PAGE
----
If Your Life is a Story, is it One Worth Telling?
The wind whistles all around me, blowing so hard that I have to pull the fleece hood over my head to keep my toboggan from blowing away. Multiple layers and all this fleece, yet I'm still shivering. No, I'm not waiting for the bus or locked out of my car - this is by choice. These are the final hours of year 28 and I'm soaking it up at what could be simply described as my happy place: On a California beach under the cover of a clear, starry night. The wind is blowing my hat off, I may be freezing, I may have a three mile walk back home ahead of me, and there may be a couple making out beside me, but here in this moment, on Ocean Beach in San Francisco, under a clear night of a full moon and starry sky, this is absolute bliss. And with that, I later posted these words on Facebook that night:
This week is THE finest moment of my life; and it's for no tangible reason. To take a deep look into who and where I am as a person now, as compared to two years ago, has never left me feeling more satisfied and accomplished. I've said multiple times in the last year that I finally feel comfortable in my own skin and that life has come full circle, but it wasn't until today, and more specifically tonight, that I really believed that. 27 may have been the hardest year of my life, but 28 was THE best.
What am I supposed to do now? That's often the question I ask after I've finished a great movie or book. I'm left with a sense of satisfaction, yet longing for more. These types of stories stick with me forever. They are the books and movies that are easiest for me to pick back up. Sure, I know what happens when I read or watch it again, but I just can't help but replay the story in my mind. However, these types of stories are rare. If I asked you to name those stories that you've read or seen over and over, the list probably wouldn't be any greater than five. There's a reason that those stories are that good, but what is it?
What makes a good story great? So great that it doesn't suffice to just read it once and put it down, but to replay it over and over in your mind? Is there a particularly nice house featured that makes it so captivating? Maybe the protagonist just has a really secure job? No, I don't think that's it. I think it's something that goes much deeper beyond the surface.
I went to Twitter and Facebook to ask others what makes a great story for them. I received nearly 15 responses and almost every single response tied it back to the character. A great story demands a great character and not just great cinematically, but one in which the reader has a connection to them. I believe Brandie Feuer said it best when she told me that it was about an "emotional connection to the character." It's those types of stories that while the end has come and we put the book down or watch the credits roll, we're motionless. The story, and more specifically, the characters of that story, has left a mark on our psyche.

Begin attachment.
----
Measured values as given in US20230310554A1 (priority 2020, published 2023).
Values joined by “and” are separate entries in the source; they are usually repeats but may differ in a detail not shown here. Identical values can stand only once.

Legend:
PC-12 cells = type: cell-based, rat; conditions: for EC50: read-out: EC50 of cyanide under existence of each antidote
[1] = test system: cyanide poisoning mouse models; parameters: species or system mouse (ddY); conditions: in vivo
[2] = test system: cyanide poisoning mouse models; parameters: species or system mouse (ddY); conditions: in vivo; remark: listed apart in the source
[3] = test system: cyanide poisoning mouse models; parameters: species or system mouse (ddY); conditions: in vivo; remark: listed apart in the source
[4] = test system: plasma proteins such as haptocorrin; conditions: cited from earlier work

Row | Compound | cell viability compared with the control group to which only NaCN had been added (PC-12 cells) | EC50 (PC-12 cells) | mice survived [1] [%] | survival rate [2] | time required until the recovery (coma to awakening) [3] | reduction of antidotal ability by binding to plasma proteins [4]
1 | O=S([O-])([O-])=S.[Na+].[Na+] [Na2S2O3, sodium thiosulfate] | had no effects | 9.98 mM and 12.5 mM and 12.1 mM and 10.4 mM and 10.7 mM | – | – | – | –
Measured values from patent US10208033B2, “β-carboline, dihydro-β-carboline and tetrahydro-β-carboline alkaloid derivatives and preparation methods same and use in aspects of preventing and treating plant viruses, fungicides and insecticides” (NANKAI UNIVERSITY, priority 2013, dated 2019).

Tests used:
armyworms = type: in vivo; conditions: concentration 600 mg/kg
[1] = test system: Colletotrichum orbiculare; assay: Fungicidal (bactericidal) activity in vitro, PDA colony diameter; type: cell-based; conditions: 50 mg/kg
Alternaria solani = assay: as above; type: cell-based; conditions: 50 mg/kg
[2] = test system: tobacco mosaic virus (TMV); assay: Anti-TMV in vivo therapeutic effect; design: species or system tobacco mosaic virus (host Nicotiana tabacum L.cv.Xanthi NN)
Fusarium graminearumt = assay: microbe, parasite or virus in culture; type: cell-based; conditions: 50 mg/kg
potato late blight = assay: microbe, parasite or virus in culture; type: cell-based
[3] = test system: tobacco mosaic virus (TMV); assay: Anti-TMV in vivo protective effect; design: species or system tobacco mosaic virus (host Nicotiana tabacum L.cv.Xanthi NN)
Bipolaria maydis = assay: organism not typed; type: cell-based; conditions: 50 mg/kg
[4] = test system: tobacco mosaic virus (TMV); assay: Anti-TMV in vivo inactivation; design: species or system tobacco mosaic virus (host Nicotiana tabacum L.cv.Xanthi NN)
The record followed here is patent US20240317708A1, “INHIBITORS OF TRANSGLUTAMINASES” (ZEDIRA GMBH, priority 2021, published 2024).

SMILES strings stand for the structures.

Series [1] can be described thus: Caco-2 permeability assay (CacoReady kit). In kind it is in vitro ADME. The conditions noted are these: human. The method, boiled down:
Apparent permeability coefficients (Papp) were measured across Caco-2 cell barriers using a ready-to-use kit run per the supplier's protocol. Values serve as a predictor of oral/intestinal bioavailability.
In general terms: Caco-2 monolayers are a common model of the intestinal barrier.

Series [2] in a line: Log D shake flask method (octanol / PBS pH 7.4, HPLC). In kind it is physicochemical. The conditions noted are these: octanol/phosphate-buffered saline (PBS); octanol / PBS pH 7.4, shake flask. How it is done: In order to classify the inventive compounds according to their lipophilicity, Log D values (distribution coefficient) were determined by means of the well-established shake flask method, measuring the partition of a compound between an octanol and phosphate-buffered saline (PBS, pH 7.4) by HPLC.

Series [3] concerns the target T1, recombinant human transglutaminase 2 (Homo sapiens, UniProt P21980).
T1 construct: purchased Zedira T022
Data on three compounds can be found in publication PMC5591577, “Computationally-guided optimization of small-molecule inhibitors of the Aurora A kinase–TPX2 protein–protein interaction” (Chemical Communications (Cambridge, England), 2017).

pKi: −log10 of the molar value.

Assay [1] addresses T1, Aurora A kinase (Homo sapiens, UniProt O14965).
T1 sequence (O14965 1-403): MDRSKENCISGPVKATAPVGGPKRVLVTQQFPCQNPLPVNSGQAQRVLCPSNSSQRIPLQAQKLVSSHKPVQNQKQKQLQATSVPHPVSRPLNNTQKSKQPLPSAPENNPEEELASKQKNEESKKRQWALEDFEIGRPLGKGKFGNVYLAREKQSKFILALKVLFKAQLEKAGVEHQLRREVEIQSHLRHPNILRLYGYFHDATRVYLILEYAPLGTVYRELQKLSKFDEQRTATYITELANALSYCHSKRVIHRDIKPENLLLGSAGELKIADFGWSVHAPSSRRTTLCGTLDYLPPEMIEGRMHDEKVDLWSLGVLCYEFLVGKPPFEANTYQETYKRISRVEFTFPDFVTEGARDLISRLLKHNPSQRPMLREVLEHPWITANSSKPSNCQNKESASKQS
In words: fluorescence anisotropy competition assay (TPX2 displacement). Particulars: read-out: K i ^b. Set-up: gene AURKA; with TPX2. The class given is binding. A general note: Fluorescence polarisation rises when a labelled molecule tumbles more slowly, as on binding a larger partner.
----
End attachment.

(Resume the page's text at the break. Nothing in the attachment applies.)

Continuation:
It was two years ago today that I was homeless, facing a divorce, and using the last of several free nights at a Hyatt Place until I found somewhere to live. I was knee-deep in the worst time of my life. I was working a dead-end job, living in a state that had been a disaster for me since moving to it three years prior, and I had alienated my friends and family. This was the conflict in my story. Yet it was because of this conflict that I decided that it was high time I started writing a different story for my life then I had written for the first 27 years.
Have you ever sat to think about the types of movies that typically win the Academy Award for Best Picture? Is it typically romantic or stupid comedies? Something like Anchorman or Miss Congeniality? No, never. Those types of movies are rarely even nominated. A movie of best picture quality demands more. The range of emotion felt during such a movie by both the character and the audience includes contentment, heartache, joy, fear, hope, and resolve. It's a roller coaster ride, yet that's about as close as we come to feeling such range of motions, because we become content with writing a story for our lives that is far from best picture quality. And so we settle.
As I write this, I'm sitting in a cafe in San Francisco, looking out the bay window, up to the Transamerica Pyramid and down the street to the Ferry Building. I can't help but think about my story now as compared to two years ago. A lot has changed since then. I've traveled for nine months, become a full-time writer and consultant to the travel industry, and moved 2,500 miles across the U.S. to San Francisco. This summer I'm living in Northern California wine country for four weeks, taking my first cruise (A cruise to Alaska, one of five U.S. states I haven't been to), and traveling through Europe. I say this not to boast, but simply because it's a part of my ever-evolving story, in which some of you are even characters in.
I don't see any reason why someone would ever write a story about my past, present, or future life. Nonetheless, upon making a new friend recently who really connected with my story, I felt inspired to share about where I am and how I feel one year after writing that series of posts. Whether my story is interesting to anyone else or not doesn't matter. It just needs to be interesting to me because I'm the one who has to live with it every day. It's not all joy and hope. It's one filled with fear and anxiety at times, but it's a story I believe is worth living and telling. Thank you for being a part of my story. Now go write and live your own.